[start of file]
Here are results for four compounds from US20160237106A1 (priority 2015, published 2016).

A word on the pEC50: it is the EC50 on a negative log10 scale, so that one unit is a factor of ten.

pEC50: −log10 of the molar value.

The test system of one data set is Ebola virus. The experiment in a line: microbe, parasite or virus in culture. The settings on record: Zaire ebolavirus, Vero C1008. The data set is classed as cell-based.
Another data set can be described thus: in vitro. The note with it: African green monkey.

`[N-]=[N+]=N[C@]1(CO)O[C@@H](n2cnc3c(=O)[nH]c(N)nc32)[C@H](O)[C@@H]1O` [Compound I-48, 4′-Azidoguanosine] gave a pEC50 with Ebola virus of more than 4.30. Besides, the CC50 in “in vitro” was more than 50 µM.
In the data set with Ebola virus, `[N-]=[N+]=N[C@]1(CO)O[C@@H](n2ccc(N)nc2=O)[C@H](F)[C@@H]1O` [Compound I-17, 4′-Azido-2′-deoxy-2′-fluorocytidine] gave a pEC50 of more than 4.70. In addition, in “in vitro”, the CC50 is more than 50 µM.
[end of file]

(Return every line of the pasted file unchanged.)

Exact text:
Here are results for four compounds from US20160237106A1 (priority 2015, published 2016).

A word on the pEC50: it is the EC50 on a negative log10 scale, so that one unit is a factor of ten.

pEC50: −log10 of the molar value.

The test system of one data set is Ebola virus. The experiment in a line: microbe, parasite or virus in culture. The settings on record: Zaire ebolavirus, Vero C1008. The data set is classed as cell-based.
Another data set can be described thus: in vitro. The note with it: African green monkey.

`[N-]=[N+]=N[C@]1(CO)O[C@@H](n2cnc3c(=O)[nH]c(N)nc32)[C@H](O)[C@@H]1O` [Compound I-48, 4′-Azidoguanosine] gave a pEC50 with Ebola virus of more than 4.30. Besides, the CC50 in “in vitro” was more than 50 µM.
In the data set with Ebola virus, `[N-]=[N+]=N[C@]1(CO)O[C@@H](n2ccc(N)nc2=O)[C@H](F)[C@@H]1O` [Compound I-17, 4′-Azido-2′-deoxy-2′-fluorocytidine] gave a pEC50 of more than 4.70. In addition, in “in vitro”, the CC50 is more than 50 µM.